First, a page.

Doctoral Student: Tiago Matthes
In Switzerland, increasing prosperity after 1945 and the accompanying population and economic growth led to an increased demand for educational and research buildings. With the onset of the building boom, there was an expansion of universities in many European countries, especially in the late 1960s. In Switzerland, there was a particularly high increase in student numbers between the 1950s and early 1970s. This can be exemplified by the buildings of the Swiss Federal Institute of Technology Zurich (ETH) and the École Polytechnique Fédérale de Lausanne (EPFL). The ETH Zentrum site was redensified several times after the Second World War, and construction of the new campuses in Lausanne and Zurich began in the 1960s. In the newly designed outstations of both Federal Institutes of Technology, mixed uses and the requirement of neutrality of use increasingly determined the planning. The large space programs were kept flexible for future, not yet anticipated, uses. Following the example of industrial buildings, skeleton construction became the preferred method of construction for the majority of planned and newly constructed buildings. With the establishment of this construction method in office and university buildings, the appearance of the buildings also changed, which can be clearly seen in standardized components such as the facade or the extensions.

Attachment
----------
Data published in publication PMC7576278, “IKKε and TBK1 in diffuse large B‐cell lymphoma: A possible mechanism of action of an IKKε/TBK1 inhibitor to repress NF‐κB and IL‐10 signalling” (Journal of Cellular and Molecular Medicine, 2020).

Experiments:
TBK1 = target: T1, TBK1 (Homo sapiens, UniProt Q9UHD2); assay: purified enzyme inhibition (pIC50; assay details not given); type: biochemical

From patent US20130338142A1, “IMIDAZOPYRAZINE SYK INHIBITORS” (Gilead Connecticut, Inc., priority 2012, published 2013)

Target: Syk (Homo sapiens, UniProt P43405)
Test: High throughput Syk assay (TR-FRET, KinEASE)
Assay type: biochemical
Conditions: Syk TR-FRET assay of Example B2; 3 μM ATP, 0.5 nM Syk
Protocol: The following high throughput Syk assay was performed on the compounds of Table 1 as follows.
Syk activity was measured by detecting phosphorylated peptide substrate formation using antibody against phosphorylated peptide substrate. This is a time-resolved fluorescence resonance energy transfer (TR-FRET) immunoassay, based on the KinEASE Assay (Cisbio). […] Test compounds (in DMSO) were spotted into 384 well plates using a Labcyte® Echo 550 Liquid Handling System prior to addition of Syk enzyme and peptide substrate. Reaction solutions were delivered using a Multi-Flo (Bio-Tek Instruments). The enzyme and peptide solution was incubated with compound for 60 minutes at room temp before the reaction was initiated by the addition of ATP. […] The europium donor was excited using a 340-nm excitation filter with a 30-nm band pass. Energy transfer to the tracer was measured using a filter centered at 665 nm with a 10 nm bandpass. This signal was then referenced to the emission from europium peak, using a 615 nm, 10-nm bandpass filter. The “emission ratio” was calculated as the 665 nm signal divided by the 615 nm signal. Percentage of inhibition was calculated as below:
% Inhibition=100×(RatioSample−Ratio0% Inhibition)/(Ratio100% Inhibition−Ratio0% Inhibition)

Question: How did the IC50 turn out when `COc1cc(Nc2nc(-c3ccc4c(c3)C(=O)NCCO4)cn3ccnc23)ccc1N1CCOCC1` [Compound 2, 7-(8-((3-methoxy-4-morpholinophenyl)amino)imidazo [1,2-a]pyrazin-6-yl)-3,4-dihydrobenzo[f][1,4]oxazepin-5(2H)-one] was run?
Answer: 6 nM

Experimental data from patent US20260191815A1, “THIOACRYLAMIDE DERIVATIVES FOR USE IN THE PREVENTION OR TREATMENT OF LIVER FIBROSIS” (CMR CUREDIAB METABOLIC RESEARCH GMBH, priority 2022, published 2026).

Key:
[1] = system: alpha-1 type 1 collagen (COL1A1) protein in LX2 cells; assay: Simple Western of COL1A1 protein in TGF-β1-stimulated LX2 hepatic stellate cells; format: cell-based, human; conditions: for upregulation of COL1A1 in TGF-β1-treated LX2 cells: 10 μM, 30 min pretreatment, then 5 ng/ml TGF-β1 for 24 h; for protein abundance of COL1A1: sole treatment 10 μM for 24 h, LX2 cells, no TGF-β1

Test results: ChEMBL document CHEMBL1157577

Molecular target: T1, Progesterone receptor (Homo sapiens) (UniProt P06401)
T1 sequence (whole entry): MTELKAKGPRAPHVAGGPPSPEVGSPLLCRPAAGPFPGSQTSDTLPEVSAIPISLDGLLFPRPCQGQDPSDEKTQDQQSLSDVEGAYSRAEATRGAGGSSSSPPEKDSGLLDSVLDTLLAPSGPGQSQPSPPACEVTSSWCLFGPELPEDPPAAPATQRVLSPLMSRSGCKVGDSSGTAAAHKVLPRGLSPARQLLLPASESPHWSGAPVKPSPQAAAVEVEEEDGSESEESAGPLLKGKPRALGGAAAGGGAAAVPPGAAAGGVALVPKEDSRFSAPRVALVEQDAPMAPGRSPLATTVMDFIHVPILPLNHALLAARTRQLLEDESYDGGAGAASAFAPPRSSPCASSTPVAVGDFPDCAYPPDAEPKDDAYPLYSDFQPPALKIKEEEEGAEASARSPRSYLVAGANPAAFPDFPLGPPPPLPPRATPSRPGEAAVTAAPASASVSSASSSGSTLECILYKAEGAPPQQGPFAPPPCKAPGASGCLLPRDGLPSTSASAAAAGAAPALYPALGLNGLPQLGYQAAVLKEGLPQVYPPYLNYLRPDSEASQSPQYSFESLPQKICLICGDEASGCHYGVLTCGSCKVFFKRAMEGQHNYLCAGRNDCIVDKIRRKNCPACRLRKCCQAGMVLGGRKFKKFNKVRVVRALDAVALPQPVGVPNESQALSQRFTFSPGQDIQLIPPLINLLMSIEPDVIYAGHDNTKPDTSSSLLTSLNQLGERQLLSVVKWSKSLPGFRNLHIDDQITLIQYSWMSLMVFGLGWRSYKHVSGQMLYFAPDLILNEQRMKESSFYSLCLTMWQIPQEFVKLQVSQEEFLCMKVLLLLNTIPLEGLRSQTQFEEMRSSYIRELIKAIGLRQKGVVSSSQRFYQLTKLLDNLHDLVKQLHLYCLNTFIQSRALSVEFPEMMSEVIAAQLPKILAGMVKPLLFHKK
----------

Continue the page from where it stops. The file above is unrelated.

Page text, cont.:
The doctoral project focuses on the development of skeleton construction at the interface between industrial and university construction and traces the genesis of technical innovations and their influence on the appearance of buildings. The aim of the project is to tell the story of the buildings from the perspective of the information contained in the patents to gain a comprehensive understanding of the developments in the construction processes, the built artefacts, and the various protagonists.
This project is part of the SNSF project “Architecture & Patents. The Buildings of the ETH Domain”.